The Art of Dredging

Dredging and shipping

Rupturing a gas pipeline 

This article is based on a topic in MARS"; (Mariners' Alerting and Reporting Scheme) in Seaways, August 2010, by The Nautical Institute

To dredgers, who seemingly always work in the vicinity of submarine pipelines and cables, this may prove interesting.



Containership "APL Sydney" arrived on Melbourne roads and anchors in the designated waiting area under pilotage.


When the pilot disembarked, the wind speed was gusting to 48 kts. A submarine gas pipeline lay 0.6 nm downwind.

Summary of significant events (see position plots in chart):

12:00: Sea pilot boarded

14:28: The ship's starboard anchor was let go on a heading of 108 with a 35-knot gale blowing from SW. (The heading was chosen to create a lee for the sea pilot to disembark safely, and the drift rate increased under this situation until the ship turned head in the wind at about 14:55.

14:36: Sea pilot off.

15:01: Master concluded that the anchor was dragging and requested permission from harbour control to move vessel. He was instructed to maintain position and await pilot.

15:27: Harbour control gave permission to move vessel. Master used ahead engine power to relieve stress on the anchor and commenced shortening cable.

15:48: Starboard anchor windlass breaks down, with two shackles still out.

15:49: Ship's starboard anchor presumed to have snagged the pipeline.

16:03: Sea pilot re-boarded the vessel.

16:20: On pilot's advice, attempt to drag the anchor clear by using engine.

16:21: Gas pipeline ruptured. The eruption of gas was seen about 50 meter upwind from the APL Sydney. Engine stopped, ventilation stopped, crew gets inside.

16:27: Vessel manoeuvred clear and anchor no longer fouling the ruptured pipeline.

16:34: Emergency shutdown valves of gas pipeline closed.

21:53: Starboard anchor cable cut at hawse pipe and anchor with about 2 shackles of chain abandoned.


Multibeam image of the ruptured pipeline (=blue line). Depressions in the seabed caused by outflowing gas under pressure. The South-North path of the dragging anchor is clearly recognisable.


Some findings from the investigation:

1. The rupture was the result of attempting to drag the anchor instead of slipping it immediately
2. The anchor had also been let go too close to the pipeline and "upwind" in poor weather conditions;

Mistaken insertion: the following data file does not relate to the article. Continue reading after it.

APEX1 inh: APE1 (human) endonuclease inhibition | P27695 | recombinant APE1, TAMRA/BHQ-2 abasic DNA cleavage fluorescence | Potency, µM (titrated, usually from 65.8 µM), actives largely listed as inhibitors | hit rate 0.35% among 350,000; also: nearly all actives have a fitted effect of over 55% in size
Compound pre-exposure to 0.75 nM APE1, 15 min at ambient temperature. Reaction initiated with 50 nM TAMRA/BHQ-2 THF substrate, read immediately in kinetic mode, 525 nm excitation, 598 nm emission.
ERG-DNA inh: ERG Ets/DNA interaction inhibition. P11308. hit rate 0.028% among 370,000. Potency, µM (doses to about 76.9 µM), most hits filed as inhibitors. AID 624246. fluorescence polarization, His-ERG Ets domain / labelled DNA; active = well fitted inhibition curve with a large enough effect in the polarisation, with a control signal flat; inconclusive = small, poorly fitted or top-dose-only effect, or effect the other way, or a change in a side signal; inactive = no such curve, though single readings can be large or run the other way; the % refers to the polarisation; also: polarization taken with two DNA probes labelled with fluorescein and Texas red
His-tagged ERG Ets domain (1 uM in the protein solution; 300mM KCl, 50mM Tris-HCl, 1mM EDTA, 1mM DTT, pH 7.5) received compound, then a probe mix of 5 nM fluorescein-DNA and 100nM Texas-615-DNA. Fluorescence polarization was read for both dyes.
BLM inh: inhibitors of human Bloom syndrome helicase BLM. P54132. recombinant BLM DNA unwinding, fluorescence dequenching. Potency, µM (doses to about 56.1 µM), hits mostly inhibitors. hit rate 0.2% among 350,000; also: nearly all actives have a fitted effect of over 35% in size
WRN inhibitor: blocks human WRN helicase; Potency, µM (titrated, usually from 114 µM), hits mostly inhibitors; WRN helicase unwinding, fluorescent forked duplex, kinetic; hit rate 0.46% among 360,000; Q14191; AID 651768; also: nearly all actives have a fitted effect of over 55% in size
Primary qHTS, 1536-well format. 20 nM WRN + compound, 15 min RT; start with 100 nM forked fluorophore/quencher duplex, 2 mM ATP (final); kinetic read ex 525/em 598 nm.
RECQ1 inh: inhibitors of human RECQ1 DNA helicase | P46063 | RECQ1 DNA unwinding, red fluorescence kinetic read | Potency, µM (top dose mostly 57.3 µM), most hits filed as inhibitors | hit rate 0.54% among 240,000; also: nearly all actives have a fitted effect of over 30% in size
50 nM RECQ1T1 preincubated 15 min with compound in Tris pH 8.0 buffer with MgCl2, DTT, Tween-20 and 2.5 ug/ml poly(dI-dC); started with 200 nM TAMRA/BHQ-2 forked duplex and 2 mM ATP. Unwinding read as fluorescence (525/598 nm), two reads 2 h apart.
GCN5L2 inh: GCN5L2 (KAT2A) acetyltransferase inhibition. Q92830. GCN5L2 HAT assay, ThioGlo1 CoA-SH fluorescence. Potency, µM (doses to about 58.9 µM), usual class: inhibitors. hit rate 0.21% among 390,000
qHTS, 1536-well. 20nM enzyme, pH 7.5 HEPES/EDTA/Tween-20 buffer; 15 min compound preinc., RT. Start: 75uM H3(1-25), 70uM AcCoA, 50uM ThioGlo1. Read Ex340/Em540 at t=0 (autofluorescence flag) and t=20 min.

Important guidance to mariners on fouled submarine pipelines:

1. Australian Notice to Mariners 26 advises that in the event of any vessel fouling a pipeline, the anchor or gear should be slipped and abandoned without attempting to get it clear.

2.  The Mariner's Handbook notes that if a ship has fouled a gas pipeline with its anchor or gear, the ship 'could face an immediate hazard by loss of buoyancy due to gas aerated water or fire/explosion'.

 3. Many pipelines were laid before accurate GPS receivers became commonplace, so it would be prudent not to rely on the accuracy of their charted positions.


The full report (by the Australian Transport Safety Bureau) can be found here.


Another accident -with rupture of a gas pipeline- can be found here.

Tanker "Young Lady" was anchored off Teesport, UK, when the anchor started dragging. In an attempt to heave the anchor, the hydraulic windlass broke down. The anchor kept dragging for five miles, until the flukes ruptured a gas pipeline.

This accident is a copy / paste of the previous story.


What about dredgers ?

"any vessel fouling a pipeline, the anchor or gear should be slipped and abandoned without attempting to get it clear"

"Abandoning gear" is simply impossible for a dredger, be it a cutter, trailer or backhoe.

The dredging gear moves over the bottom with a certain force, and will most certainly damage a pipeline on first contact, anyway.



"Prins der Nederlanden",  draghead gantry






So, for dredgers, it's all about prevention ?

  1.  The position of pipelines in the vicinity of dredging area's has to be established. If positions are not proper known, the pipeline(s) must be found, with subbottom profiling if necessary. That may sound like farfetched and expensive, but it's a cheap deal compared to damaging a pipeline.
  2. A safety corridor can be established around the pipelines, and visualised on the navigation displayed onboard the dredger.
  3. One step further yet: systems exist that make the dredger hoist its dredging gear automatically (this is: without human intervention) when the dredger crosses into the safety zone around a pipeline. Dredgers have already worked safely to a distance of 50 meter from a live gas pipeline, with this safeguard.
  4. Positioning systems onboard the dredger have to be reviewed, focussing on redundancy, reliability and accuracy, prior to operating close to pipelines.
  5. If possible, operations should be planned "down weather". In case of blackout, failure to hoist the dredging gear, etc... the dredger drifts clear from the pipeline.



Marc Van de Velde

september 2010







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